With its ancient temples, secret beaches and fantastic scenery there is more to southern Bali than just Canggu.
I know, I know, once you have spent a few days soaking up the sun on one of Canggu’s famous surf beaches, or wandering its streets, dipping in and out of cafes and amazing spas, it can be hard to imagine going any where else on the island, but trust me, the rest of this area is well worth exploring.
Bali’s Bukit peninsula, the southern most tip of the island, first became popular amongst surfers in the 1970s and, in recent years, has gained a well earned reputation amongst travellers of all kinds as a laidback holiday spot.
Where to Stay
Once a small fishing village, this is now a a pretty sizeable town that lies in the northern most part of the Bukit Peninsula.
There is a stunning bay with a huge beach, that gets pretty popular with both locals and tourists, especially around sunset – hire a deck chair and kick back with a Bintang, watching the fishing vessels, you really can’t beat it!
This is also a good place to stay if you do plan on spending some time in Seminyak or Canggu as they are only about 30 – 60 mins drive away (depending on traffic).
Uluwatu is most famous for its ancient temple, but it is also well known as the home of some of Bali’s most luxurious resorts and villas, which sit high atop its dramatic cliffs and enjoy unparalleled views out over the Indian Ocean. The area is only about a 15 minute drive from Jimbaran and is also close to a world class golf course.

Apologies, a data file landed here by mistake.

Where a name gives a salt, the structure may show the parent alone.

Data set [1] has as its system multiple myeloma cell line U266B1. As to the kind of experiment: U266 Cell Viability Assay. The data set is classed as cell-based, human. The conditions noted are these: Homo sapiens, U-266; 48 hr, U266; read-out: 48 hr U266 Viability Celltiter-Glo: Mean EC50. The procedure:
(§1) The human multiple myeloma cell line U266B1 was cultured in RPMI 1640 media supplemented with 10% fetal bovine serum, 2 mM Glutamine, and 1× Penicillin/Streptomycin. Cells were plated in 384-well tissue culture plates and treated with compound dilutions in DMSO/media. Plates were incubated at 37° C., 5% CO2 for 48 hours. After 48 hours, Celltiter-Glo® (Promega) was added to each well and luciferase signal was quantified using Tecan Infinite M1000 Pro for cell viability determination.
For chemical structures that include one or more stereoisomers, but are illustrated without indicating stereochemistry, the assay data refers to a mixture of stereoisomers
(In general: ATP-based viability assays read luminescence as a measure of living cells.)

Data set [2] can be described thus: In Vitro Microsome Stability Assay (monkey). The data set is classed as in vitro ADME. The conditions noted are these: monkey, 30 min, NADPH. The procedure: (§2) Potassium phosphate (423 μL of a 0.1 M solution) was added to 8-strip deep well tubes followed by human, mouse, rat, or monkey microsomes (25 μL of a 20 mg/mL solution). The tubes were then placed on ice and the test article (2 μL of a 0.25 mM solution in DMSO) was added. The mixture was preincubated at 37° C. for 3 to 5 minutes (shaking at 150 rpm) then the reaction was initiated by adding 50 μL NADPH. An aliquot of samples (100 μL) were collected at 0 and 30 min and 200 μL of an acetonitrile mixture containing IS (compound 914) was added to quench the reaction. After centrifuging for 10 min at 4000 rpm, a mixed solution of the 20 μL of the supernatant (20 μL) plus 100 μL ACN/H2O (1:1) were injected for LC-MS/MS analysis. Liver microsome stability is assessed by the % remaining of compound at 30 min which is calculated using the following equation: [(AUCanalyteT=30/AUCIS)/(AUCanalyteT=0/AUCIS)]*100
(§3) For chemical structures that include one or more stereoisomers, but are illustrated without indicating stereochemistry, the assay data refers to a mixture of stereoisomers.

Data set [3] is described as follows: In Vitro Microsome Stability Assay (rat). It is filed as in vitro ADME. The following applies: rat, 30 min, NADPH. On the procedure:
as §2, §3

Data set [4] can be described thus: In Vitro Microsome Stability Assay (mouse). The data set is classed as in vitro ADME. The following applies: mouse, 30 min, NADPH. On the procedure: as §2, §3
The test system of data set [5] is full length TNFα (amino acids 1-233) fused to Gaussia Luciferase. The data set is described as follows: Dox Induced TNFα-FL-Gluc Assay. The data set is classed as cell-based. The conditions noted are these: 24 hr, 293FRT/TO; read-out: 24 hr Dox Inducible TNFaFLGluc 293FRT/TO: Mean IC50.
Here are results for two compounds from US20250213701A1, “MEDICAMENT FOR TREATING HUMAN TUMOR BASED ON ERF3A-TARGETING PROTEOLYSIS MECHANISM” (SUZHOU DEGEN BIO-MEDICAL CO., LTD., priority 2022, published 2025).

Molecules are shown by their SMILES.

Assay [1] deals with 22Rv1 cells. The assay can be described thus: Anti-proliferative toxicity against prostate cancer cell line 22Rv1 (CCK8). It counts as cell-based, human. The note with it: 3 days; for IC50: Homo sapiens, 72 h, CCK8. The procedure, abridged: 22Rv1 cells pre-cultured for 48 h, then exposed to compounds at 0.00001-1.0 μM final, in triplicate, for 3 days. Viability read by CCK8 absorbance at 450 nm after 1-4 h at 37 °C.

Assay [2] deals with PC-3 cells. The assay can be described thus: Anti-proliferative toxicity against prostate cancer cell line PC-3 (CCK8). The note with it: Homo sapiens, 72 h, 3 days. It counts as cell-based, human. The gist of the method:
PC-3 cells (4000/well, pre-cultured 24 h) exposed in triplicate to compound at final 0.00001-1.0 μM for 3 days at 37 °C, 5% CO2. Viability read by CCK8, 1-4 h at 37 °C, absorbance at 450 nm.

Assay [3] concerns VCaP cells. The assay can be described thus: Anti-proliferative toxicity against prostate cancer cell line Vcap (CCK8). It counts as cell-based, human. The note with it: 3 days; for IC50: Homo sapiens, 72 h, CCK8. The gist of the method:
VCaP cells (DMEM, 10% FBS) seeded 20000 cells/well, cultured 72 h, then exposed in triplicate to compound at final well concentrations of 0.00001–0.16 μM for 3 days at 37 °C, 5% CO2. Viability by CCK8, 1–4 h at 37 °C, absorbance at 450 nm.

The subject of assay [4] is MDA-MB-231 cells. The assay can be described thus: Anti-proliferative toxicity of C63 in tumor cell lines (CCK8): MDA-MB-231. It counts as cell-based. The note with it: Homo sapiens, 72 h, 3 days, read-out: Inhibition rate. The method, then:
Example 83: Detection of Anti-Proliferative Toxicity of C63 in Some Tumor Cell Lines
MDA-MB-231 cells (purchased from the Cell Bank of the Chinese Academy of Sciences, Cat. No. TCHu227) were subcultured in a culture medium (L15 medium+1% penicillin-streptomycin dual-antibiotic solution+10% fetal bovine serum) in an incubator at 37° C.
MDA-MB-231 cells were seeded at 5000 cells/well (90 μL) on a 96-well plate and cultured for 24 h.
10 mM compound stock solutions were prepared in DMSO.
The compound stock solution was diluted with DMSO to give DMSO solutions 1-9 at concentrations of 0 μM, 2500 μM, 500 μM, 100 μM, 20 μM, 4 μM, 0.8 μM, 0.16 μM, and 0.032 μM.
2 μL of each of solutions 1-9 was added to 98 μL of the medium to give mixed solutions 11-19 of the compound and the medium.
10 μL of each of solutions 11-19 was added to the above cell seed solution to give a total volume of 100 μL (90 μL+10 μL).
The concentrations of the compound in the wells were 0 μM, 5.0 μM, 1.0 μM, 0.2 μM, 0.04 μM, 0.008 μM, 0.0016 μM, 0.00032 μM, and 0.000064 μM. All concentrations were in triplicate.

This part of Bali is home to some of the island’s most beautiful beaches, and Bingin Beach is no exception. It’s not the easiest place to get to, as you have to climb down stairs that have been cut into the cliff face, but, when you get to the bottom you will find yourself looking out over a white beach and azure ocean. There are boutique hotels and villas, as well as few more affordable options. The relative difficulty in getting here means that it it not the first choice for day-trippers and the beach is unlikely to get overrun – it is popular with surfers though.
Ok, so this is a bit of an exception to much of the rest of the peninsula in that it was one of the first parts of Bali that was really developed for tourists. However, it was originally conceived as an area that would be separated off from the rest of the island and where visitors could enjoy a luxurious lifestyle before venturing out to explore. For this reason, a lot of people now find Nusa Dua to be a little sterile. There are wide clean streets, landscaped gardens and plenty of high end resorts, so, if that’s your thing, you will have a beautiful holiday here, but, this is not really the place I would recommend for anyone looking to take a deep dive into Balinese culture.
Situated just outside the main Nusa Dua enclave, Tanjung Benoa is a great compromise for those who just want a relaxing family holiday whilst still enjoying a bit of local atmosphere. There are still plenty of expensive hotels, but there are also a few places that are more suited for those on a budget. The main road, Jalan Pratama, is full of bars restaurants, spas and souvenir stalls, it’s no where near as crazy as some of the busier parts of the island, like Kuta, but you can usually find something going on.
To cap it off, there is an awesome golden sand beach that stretches for several kilometres. Its no good for surfing but you will find plenty of other watersports, such as parasailing and jet-skiing on offer.
What to do?
Visit Uluwatu and see the Kecak dance
The temple of Uluwatu, otherwise known as Pura Luhur Uluwatu is one of the six most important temples in Bali. As befits such an important structure, it is perched high on the cliffs along one of the most the stunning parts of the Balinese coastline. The view down from the temple, to waves crashing on the rocks far below, is one of the iconic images of Bali and simply should not be missed.